- agreement also accepted that NATO allies would 'maintain a dialogue with the Soviet Union and work together for genuine detente and the development of East-West relations, whenever the Soviet behaviour makes this possible'
- May 1982 - NATO allies recognised need for 'arms control and disarmament, together with deterrence and defence'
- for the U.S, INF deployment was seen as means of reinforcing alliance
- Europe believed these deployments were driven by U.S desire to influence European security and control European independence from U.S
- Nov 1983 - U.S confirms plans to deploy cruise & Pershing II missiles in Europe. S.U pulls out of IMF talks
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Poland and the Solidarity movement
- possibility of Soviet intervention in Poland in response to solidarity movement were decreasing by December 1980
- political crisis in Poland continued to intensify
- December 1981 - Martial Law imposed. Western states announced some economic controls in response
- U.S was much harder. All shipments of agricultural products were banned. Polish fishing in U.S waters stopped, landing of Polish airlines on U.S soil banned
- Late 1981 - U.S withdrew most-favoured-nation(MFN) trade status from Poland
- blocked Poland from recieving aid from IMF. U.S went much further than West Europe in applying economic sanctions
- In respond to Poland, U.S suspended sales of oil and gas technology to the S.U
- hardliners in Reagan admin had been pushing for policy to put S.U economy under pressure
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The Soviet Gas Pipeline, 1982
- June 1982 U.S actions against S.U intensifies
- Sales of equipment for S.U gas piepline into Europe were banned
- ban also included equipment from Western Europe produced under U.S license
- angered Europe as seen as restriction of trade - futher angered by U.S agreement to sell grain to S.U
- Europe felt as if it was paying economic cost for U.S policy while U.S was benefitting
- Soviet pipeline intended to deliver 20% of Europe's energy needs. Generated employment when it was needed - 8% unemployment in germany
- u.S claimed Europe would become dependent on S.U oil and thus would expose it to Soviet threats of stopping supply
- many Europeans thought it was an attempt to undermine European detente
- pipeline major link between east and west - U.S feared its influence over West European policy toward S.U would be undermined if link intact
- European states rejected what they regarded U.S attempts to control them
- U.S announced it would place snactions on any EU business defying its embargo against S.U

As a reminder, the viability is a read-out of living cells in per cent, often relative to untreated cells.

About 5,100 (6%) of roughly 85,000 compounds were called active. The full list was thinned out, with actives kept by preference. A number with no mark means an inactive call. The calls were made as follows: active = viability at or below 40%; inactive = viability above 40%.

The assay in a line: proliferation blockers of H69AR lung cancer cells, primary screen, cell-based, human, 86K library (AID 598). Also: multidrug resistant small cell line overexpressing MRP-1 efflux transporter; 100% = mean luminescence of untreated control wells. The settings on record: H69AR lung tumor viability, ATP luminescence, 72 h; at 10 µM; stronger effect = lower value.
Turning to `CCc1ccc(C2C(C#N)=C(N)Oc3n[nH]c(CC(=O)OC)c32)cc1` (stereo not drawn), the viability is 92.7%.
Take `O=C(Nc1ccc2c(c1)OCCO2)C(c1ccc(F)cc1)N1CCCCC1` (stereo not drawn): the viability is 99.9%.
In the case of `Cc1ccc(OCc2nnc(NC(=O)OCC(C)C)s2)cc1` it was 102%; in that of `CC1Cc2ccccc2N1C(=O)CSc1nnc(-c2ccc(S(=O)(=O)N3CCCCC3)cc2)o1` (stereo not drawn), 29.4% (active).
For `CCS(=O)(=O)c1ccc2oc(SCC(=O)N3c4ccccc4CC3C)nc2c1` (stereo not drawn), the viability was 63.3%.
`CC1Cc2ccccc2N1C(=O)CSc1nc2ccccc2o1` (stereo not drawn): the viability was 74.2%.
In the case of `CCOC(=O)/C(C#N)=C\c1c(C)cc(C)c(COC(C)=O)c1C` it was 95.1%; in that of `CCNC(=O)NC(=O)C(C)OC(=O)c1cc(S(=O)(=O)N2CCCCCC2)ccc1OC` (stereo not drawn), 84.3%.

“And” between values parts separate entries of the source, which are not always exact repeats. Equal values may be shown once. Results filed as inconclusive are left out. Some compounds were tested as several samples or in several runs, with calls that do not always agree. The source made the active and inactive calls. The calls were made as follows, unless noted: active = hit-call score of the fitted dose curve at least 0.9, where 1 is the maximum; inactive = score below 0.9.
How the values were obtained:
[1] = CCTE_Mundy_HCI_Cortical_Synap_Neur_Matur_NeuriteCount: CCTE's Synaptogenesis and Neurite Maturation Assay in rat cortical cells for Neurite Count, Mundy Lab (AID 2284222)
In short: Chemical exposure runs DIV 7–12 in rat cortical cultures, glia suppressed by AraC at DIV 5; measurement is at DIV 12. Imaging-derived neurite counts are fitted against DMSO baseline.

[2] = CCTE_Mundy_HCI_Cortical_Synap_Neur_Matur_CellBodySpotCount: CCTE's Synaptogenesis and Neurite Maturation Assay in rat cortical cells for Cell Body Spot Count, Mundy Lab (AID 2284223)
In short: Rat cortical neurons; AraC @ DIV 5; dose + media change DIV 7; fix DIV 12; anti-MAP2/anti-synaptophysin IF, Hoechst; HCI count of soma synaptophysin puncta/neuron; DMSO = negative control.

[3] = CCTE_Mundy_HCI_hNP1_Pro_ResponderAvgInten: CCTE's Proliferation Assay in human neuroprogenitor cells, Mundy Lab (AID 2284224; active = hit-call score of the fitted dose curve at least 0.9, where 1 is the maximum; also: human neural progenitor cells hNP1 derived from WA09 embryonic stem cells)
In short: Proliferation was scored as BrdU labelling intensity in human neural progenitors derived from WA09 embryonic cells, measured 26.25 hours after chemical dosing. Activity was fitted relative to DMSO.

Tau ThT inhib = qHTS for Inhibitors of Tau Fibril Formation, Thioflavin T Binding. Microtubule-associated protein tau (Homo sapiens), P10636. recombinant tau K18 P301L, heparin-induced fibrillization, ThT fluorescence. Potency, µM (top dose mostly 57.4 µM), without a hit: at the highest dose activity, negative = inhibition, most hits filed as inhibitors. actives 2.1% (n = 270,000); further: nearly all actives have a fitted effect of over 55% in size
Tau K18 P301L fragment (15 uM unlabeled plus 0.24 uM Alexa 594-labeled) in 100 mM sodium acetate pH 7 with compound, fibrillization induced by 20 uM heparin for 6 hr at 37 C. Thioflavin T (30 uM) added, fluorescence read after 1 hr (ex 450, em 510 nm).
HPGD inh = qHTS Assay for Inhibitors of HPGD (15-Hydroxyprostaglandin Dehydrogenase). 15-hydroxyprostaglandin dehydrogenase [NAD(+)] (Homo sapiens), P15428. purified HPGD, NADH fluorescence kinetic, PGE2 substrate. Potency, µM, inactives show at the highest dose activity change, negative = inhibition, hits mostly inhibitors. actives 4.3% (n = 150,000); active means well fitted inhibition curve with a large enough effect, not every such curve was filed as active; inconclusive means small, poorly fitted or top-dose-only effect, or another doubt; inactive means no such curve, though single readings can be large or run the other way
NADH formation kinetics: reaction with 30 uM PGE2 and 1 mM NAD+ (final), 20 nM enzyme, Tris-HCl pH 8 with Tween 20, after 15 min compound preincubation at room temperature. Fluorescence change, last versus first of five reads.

- U.S was forced to back down
- late 1982 trade sanctions withdrawn in return for agreement that no new gas contracts would be agreed with S.U
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- 1986 - U.S bombed military targets in Libya. Libyan leader, Colonel Quaddafi, also targetted
- Reagan said defeating terrorism major aim of his admin
- evidence mounting since '81 that Libya major source of terrorism
- all political+economic ties between U.S and Libya severed in 1981
- Libya linked to 1985 Rome and Vienna airport bombings - Berlin night club bombing 1986 triggered u.S bombing of Libya
- attacks facilitated by Britain. british airforce bases used by U.S to launch attacks
- widespread opposition across Europe. France and Spain refused U.S planes to fly through their airspace en route to Libya.
- Europeans believed attacks would lead to more retaliation and most of it inflicted on Europe, especially against those that supported U.S
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The Reagan-Thatcher relationship
- Feb 1981 - thatcher visits reagan - honeymoon period in Anglo-American relations
- June 1982 - reagan visits Britain. In a speech in front of parliament he called for a 'crusade for freedom' and his target was the S.U
- Thatcher agreed Cold War had dragged on for too long
- for Thatcher, Regan had put 'freedom on the offensive'
- Friction between Britain and U.S regarding Poland and Soviet gas pipeline
- Thatcher agreed to allow U.S to launch F-11 bombers against Libya in 1986
- Britain's reward for this support came when U.S agreed to extradite suspected IRA terrorists living in U.S for trial.
- Britain deviated from West Europe on the Libyan issue, but were less willing to back reagan's SDI program
- Thatcher repeatedly voiced concern that West Europe would be defenceless without U.S nukes
- SDI project threatened to bring this
- ridding the world of nukes would create a massive imbalance between the conventional force of East and West
- thatcher letter to Reagan - "we must continue to make the case for deterrence based on nuclear weapons for several years to come"